Imagine Speedify as an on-call optimization specialist, monitoring the quality of each connection at any time and deciding how much data to send over each one so the overall Internet connectivity is at its best. Plus - it’s all encrypted, so nobody can sniff your Internet traffic.

Here’s a comparison table between MPTCP and Speedify:

Feature

Multipath TCP (MPTCP)

Speedify

Allows the use of all available connections

yes

yes

Failover protection

yes

yes

Error correction and packet loss

yes

yes

Software-only solution implementation

Linux, MacOS 10.10+

Linux, MacOS, Windows, iOS, Android

Communication security (encryption)

When running secure protocols over MPTCP (i.e. HTTPS)

Native

Able to dynamically use other protocols (i.e. UDP)

no

yes

Connection priority

limited

yes

Cost aware

no

yes

Maximizes bandwidth

yes, limited to the implementation logic

yes

Solution cost

depends on type of implementation (dedicated hardware / software-only) and support needed to set up and maintain

as low as $3 / month

As you can see, there’s a lot that Speedify has to offer when compared to the existing MPTCP implementations. Make sure to give Speedify a try!

Use all of your connections at the same time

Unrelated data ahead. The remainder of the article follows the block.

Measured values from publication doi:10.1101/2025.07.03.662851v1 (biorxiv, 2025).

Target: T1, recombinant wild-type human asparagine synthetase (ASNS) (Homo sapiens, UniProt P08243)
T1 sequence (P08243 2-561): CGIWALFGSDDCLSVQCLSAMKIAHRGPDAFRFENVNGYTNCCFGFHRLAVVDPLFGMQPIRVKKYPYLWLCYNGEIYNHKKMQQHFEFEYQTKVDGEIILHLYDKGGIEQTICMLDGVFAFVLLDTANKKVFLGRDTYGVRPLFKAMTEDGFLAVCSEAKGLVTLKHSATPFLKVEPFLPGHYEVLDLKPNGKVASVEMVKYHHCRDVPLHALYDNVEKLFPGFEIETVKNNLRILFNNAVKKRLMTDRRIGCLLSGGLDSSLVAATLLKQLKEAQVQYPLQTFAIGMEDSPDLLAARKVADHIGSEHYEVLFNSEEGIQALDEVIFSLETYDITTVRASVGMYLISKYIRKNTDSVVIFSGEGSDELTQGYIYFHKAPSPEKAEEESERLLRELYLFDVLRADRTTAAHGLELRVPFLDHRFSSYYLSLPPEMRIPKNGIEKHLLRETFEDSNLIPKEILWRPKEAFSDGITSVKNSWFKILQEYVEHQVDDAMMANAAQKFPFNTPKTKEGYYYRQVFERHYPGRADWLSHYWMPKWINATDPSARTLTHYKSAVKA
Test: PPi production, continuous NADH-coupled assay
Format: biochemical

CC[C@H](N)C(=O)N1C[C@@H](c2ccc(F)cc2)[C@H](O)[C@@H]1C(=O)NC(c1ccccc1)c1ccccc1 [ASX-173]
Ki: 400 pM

Multiple connections, maximum performance

Speedify can bond any combination of 2 or more Internet connections and will intelligently distribute your online traffic between them for optimal performance.

In the majority of cases, Speedify will automatically detect and start using any Internet connections available to your device - but if you need help we have quick start guides available for most common set ups.

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How Speedify Helps You Get Faster, More Reliable Internet

Everything that uses slow, unreliable and wireless Internet connections are the prime beneficiaries of Speedify - from RV travelers and commuters to remote workers and live streamers. Why? Because it caters to their problems and offers an elegant solution. 

Inherently wireless connections such as Wi-Fi, mobile data and satellite are prone to coverage issues and high latency. When you are far from the hotspot or cellular tower, the connection is slow and has added lag. Plus, when your device does the handover from Wi-Fi to cellular or between Wi-Fi networks, an Internet drop is expected, while the new connection is established. This affects especially bandwidth-intensive applications, such as live streaming (including video calls) and gaming. 

By using all your available connections at once, you are safe from such issues. The apps you’re running won’t even see that something’s up, because Speedify will automatically adjust the data rate it’s sending through each connection.

If you’re not yet familiar with Speedify, learn more by visiting our website. To get started, get Speedify now!